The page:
Southern California and Toronto… The 2008 editions of the Entertainment
Book include discounts and coupons (up to 50 percent
off and 2-for-1 offers) for local restaurants, retail stores, attractions
and services as well as travel discounts for hotels and rental cars.
Books are available for dozens
of U.S. cities and start at $15. The books and passes are
a great value for all travelers, but are terrific money-savers for families.
Even if a traveler manages to snag a cheap airfare, finding
affordable accommodations around the globe can often be a real challenge.
Fortunately, the editors of Budget Travel magazine have done
the groundwork and compiled their favorites in Secret Hotels: Extraordinary
Values in the World's Most Stunning Destinations. The book details
different types of lodgings (cottages, villas, guesthouses, etc.), many
of which are known only to the locals, in top travel destinations. The
hotel profiles include rates (generally under $200 a night); contact
information and photos of the hotels (both interior and exterior shots).
Travelers often waste a lot of money (not to mention time) trying to
find local eateries that are really worth their vacation $$$. A one-year
subscription ($24.95) to the online Zagat Guides gives
free, and full, access to 30,000+ ratings and reviews for restaurants
in the U.S. and around the globe; nightlife, hotels and attractions.
The subscription also includes a 25 percent discount on items in the
Given the high cost of airport food and the state of in-flight offerings,
it makes both fiscal and common sense to carry on food. But who wants
to schlep around stuff in plastic or paper bags? The Gourmet
Getaway ($24.85, Magellan"s) is a stylish-yet-practical way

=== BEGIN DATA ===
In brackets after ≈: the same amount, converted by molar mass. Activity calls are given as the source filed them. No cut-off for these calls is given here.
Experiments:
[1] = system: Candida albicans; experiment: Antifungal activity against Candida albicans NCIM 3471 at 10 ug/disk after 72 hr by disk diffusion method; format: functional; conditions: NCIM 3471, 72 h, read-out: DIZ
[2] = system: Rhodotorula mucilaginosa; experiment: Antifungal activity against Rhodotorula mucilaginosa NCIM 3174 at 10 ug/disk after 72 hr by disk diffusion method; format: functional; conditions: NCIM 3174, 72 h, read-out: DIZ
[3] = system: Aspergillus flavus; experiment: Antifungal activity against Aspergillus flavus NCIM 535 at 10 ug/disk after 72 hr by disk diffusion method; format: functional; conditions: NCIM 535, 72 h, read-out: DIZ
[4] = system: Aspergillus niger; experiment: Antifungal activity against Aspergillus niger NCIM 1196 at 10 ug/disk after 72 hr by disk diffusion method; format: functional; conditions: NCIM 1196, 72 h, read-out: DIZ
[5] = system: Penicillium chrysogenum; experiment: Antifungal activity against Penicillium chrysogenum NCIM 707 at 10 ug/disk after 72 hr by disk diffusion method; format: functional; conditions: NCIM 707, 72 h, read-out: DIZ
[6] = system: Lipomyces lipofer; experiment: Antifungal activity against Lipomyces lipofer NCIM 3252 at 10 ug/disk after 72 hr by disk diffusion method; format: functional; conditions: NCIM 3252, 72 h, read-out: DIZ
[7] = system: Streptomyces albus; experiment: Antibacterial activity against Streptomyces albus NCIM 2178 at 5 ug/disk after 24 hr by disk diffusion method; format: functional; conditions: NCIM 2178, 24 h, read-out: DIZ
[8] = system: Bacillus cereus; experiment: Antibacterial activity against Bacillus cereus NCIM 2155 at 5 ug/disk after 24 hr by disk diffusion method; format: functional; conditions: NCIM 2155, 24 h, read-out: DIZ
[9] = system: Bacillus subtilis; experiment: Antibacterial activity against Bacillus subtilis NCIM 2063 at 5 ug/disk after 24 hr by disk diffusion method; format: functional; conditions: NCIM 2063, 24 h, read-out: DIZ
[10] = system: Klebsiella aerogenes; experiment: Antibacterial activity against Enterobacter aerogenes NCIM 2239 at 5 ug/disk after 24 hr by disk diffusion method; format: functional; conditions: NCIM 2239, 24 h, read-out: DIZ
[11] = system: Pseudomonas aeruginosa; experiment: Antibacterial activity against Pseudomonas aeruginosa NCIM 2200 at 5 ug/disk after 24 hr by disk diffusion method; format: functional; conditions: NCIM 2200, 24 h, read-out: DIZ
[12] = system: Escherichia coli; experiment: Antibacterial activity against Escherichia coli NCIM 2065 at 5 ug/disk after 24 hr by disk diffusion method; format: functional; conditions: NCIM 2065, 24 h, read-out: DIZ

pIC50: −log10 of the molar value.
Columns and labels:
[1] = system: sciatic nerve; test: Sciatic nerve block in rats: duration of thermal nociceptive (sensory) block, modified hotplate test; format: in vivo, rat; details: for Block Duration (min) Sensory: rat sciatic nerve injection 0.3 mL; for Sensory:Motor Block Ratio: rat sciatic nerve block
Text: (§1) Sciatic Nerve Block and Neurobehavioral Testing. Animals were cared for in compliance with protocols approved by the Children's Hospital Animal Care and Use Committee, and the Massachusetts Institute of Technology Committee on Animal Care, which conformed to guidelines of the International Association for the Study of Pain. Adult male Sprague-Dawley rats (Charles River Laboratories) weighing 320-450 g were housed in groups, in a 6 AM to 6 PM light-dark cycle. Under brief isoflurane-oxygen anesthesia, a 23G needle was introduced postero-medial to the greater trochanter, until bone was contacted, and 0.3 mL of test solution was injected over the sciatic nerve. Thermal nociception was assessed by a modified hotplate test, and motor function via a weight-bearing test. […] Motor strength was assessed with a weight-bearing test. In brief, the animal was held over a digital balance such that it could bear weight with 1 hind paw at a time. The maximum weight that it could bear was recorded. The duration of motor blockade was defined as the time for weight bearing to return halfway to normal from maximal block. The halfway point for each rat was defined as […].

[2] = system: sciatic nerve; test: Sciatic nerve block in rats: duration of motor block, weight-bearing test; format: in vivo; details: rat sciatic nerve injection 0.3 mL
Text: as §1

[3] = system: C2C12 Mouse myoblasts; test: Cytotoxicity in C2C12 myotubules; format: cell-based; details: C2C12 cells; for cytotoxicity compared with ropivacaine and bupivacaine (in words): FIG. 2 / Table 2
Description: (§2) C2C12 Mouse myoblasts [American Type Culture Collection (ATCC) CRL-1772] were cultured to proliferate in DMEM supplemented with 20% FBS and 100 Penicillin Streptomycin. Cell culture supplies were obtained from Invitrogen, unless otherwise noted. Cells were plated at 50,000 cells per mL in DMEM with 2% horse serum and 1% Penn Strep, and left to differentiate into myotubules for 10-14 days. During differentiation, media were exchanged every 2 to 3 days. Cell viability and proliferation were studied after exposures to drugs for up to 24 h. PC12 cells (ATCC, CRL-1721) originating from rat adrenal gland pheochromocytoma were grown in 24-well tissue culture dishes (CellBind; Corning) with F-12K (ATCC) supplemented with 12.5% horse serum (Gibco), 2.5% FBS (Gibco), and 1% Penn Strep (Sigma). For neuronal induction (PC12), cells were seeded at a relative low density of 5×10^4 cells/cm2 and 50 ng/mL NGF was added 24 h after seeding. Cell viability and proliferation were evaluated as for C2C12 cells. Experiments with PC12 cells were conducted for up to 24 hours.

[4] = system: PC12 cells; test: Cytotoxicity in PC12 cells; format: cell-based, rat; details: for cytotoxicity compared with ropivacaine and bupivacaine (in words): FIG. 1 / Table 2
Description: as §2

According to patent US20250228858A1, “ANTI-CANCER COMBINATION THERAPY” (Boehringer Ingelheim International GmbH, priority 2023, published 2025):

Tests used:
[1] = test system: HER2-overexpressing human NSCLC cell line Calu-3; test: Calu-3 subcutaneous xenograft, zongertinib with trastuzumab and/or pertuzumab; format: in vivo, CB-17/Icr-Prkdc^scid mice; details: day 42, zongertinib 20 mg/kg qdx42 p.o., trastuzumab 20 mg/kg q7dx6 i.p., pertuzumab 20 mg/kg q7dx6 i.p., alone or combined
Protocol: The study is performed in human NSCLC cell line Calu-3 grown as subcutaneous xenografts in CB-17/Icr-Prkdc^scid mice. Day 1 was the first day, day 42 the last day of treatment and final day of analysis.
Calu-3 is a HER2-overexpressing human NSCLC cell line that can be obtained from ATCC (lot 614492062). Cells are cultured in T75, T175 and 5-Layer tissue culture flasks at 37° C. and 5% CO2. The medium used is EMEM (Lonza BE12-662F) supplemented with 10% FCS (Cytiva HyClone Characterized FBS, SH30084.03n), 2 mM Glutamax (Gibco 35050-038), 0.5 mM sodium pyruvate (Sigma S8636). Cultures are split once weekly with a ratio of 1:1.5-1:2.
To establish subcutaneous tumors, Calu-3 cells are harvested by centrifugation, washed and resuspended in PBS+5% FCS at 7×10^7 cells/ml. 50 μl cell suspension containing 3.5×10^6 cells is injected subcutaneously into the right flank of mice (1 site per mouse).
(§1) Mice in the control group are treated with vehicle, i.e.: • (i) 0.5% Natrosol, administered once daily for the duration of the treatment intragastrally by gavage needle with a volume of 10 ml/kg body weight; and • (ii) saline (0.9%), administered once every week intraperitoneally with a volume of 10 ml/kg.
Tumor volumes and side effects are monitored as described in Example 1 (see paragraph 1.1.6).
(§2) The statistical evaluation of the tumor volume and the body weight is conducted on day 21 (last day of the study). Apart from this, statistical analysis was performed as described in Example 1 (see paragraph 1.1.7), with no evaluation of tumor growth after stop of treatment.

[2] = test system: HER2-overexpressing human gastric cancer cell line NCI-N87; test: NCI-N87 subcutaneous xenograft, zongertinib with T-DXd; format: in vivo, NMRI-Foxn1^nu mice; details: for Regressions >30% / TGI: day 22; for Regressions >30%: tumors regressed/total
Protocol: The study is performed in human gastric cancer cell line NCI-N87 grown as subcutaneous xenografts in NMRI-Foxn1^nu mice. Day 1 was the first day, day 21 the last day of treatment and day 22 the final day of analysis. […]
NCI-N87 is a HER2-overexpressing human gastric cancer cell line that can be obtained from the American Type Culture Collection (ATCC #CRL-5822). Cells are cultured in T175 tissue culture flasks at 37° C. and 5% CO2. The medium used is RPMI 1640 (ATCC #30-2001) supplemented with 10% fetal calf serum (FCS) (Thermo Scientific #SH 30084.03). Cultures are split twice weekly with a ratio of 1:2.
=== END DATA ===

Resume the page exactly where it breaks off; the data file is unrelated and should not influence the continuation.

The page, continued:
to stow snacks and food for in-flight and on-the-road noshing. The lightweight,
stretchy neoprene material acts as a natural insulator to keep food
warm or cold for several hours and it easily expands to hold beverages
and take-out and plastic containers. Best of all, it"s washable,
stays flat when empty and can be easily stowed in a handbag or briefcase.
Cheap airfare. Discounts on lodging and park
admission. Short lines. No crowds. Sunny weather that's not too hot.
Those are just some of the reasons to consider
taking your trip to the Magical Kingdom in the winter instead of during
summer or spring break, like most people do.
I recently returned from a five-day trip to
Disneyland with my three children, all younger than 6. Many of the important
decisions about this excursion were made before we left, starting with
the question of when to go.
Bob Deuel, public relations director for Disneyland,
declined to release specific attendance figures, but he acknowledged
that after the New Year's Day festivities wind down, the park is at
its slowest until spring break.
A couple of staff members told me that they
bring their own families during the third or fourth weeks of January,
when most people are still home recovering from Christmas, physically
as well as financially.